17.44   CYNODON Rich.
Mary E. Barkworth

Plants perennial; sometimes stoloniferous, sometimes also rhizomatous, often forming dense turf. Culms 4-100 cm. Sheaths open; auricles absent; ligules of hairs or membranous; blades flat, conduplicate, convolute, or involute, sometimes disarticulating. Inflorescences terminal, digitate or subdigitate panicles of spikelike branches; branches (1)2-20, 1-sided, with 2 rows of solitary, subsessile, appressed, imbricate spikelets. Spikelets laterally compressed, with 1(-3) florets, only the lowest floret functional; rachilla extension usually present, sometimes terminating in a reduced floret; disarticulation above the glumes. Glumes usually shorter than the lemmas, membranous, keeled, usually muticous; lower glumes 1-veined; upper glumes 1-3-veined, occasionally shortly awned; lemmas membranous to cartilaginous, 3-veined, keeled, keels with hairs, occasionally winged, apices mucronate or muticous; paleas about as long as the lemmas, 2-keeled; anthers 3; style branches 2, plumose; lodicules 2. x = 9. Name from the Greek kyon, dog, and odous, tooth, a reference to the sharp, hard scales of the rhizome.

Cynodon is a genus of nine species, all of which are native to tropical regions of the Eastern Hemisphere. Several species are used as lawn and forage grasses in tropical and warm-temperate regions. The most widespread species, C. dactylon, is also the most frequently encountered species in the Flora region. It is used for lawns, putting greens, and pastures in southern portions of the region, but is generally considered a weed in other parts.

The status of several species in the Flora region is unclear. Species other than C. dactylon usually grow only under cultivation, but there are scattered records of populations of other species from the southern United States that appear to have become established. Cultivars of C. aethiopicus and C. nlemfuënsis are used for pasture primarily in tropical Florida. Cynodon transvaalensis has had limited commercial distribution as a turf grass.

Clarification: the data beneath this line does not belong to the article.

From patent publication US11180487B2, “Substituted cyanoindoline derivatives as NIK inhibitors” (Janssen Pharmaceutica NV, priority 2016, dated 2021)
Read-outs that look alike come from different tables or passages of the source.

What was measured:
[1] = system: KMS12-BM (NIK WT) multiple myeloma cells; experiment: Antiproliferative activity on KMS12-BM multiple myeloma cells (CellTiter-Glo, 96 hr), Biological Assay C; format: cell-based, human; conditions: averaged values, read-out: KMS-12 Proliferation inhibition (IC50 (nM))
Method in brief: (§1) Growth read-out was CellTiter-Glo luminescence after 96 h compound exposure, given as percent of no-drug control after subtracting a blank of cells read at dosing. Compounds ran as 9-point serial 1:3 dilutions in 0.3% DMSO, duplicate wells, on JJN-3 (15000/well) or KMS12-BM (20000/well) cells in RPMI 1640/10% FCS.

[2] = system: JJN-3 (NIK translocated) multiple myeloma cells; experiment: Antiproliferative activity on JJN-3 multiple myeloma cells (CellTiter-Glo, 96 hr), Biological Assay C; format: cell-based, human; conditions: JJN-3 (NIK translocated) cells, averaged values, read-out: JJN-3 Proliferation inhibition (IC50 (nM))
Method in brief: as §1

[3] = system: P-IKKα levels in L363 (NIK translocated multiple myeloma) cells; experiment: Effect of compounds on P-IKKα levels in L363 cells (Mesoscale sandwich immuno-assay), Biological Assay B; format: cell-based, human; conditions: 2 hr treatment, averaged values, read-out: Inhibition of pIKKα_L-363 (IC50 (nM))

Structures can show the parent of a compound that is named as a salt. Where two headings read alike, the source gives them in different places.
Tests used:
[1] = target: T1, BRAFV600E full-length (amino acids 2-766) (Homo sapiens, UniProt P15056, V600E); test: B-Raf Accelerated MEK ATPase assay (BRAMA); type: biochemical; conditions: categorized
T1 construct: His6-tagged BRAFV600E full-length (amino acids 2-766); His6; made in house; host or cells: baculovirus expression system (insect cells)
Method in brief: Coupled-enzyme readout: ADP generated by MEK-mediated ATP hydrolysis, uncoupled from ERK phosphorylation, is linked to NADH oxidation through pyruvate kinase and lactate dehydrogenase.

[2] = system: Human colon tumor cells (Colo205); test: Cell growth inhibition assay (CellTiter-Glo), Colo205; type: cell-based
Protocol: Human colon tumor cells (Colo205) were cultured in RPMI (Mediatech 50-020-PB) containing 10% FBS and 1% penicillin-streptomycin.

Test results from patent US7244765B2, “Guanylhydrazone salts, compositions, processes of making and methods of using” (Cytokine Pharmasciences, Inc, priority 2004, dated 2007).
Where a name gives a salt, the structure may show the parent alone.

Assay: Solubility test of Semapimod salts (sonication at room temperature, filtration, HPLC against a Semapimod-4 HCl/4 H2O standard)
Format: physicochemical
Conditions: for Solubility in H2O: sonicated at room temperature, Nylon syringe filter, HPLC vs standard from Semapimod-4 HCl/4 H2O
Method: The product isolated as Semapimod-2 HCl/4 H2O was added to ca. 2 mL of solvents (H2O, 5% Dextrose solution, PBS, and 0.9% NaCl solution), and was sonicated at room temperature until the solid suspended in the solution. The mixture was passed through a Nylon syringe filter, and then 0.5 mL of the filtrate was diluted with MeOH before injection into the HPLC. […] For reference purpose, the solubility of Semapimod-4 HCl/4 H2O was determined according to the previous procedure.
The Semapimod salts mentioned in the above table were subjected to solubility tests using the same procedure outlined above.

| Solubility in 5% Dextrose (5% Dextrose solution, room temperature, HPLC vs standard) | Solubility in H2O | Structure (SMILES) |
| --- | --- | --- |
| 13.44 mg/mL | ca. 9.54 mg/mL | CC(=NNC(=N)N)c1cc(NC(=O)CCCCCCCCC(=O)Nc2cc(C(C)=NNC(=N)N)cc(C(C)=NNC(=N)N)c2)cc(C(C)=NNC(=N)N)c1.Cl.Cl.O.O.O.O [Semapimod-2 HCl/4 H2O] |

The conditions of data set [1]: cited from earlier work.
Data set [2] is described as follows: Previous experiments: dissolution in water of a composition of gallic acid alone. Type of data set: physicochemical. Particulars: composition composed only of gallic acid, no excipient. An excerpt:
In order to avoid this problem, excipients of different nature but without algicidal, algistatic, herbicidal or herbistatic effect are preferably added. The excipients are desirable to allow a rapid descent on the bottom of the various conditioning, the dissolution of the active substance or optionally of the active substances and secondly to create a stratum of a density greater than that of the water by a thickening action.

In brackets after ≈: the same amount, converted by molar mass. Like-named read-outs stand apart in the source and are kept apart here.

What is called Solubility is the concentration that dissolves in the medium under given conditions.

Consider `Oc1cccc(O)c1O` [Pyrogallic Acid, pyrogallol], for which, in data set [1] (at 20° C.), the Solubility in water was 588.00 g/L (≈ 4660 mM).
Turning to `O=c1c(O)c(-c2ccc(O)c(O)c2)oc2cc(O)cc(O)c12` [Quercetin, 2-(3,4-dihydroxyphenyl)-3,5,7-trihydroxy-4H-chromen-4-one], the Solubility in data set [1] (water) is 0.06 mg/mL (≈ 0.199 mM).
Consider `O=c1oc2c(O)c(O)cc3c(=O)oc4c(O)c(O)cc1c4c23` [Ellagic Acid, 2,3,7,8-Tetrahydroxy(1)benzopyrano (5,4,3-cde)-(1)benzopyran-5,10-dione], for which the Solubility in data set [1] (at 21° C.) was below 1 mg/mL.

Many cultivars of Cynodon have been developed, some from hybrids between it and other species such as C. transvaalensis, C. aethiopicus, and C. nlemfuënsis. The cultivars may exhibit combinations of features that are not found in the wild species, making it difficult to accommodate them in a key.

SELECTED REFERENCES Alderson, J. and W.C. Sharp. 1995. Grass Varieties in the United States. CRC Press, Boca Raton, Florida, U.S.A. 296 pp. [previously published by the Soil Conservation Service, U.S. Department of Agriculture, as Agricultural Handbook No. 170, revised 1994]; Assafa, S., C.M. Taliaferro, M.P. Anderson, B.G. de los Reyes, and R.M. Edwards. 1999. Diversity among Cynodon accessions and taxa based on DNA amplification fingerprinting. Genome 42:465-474; Busey, P. and S. Boyer. 2002. Bermudagrass speeds: Can fast greens be green? http://www.floridaturf.com/ballroll.htm; Caro, J.A. and E.A. Sánchez. 1969. Las especies de Cynodon (Gramineae) de la República Argentina. Kurtziana 5:191-252; de Wet, J.M.J. and J.R. Harlan. 1970. Biosystematics of Cynodon L.C. Rich. (Gramineae). Taxon 19:565-569; Harlan, J.R. and J.M.J. de Wet. 1969. Sources of variation in Cynodon dactylon (L.) Pers. Crop Sci. (Madison) 9:774-778; Harlan, J.R., J.M.J. de Wet, W.W. Huffine, and J.R. Deakin. 1970. A guide to the species of Cynodon (Gramineae). Oklahoma Agric. Exp. Sta. Bull. B-673:1-37; Hitchcock, A.S. 1951 [title page 1950]. Manual of the Grassesof the United States, ed. 2, rev. A. Chase. U.S.D.A. Miscellaneous Publication No. 200. U.S. Government Printing Office, Washington, D.C., U.S.A. 1051 pp.; Jones, S.D. and G.D. Jones. 1992. Cynodon nlemfuënsis, (Poaceae: Chlorideae) previously unreported in Texas. Phytologia 72:93-95.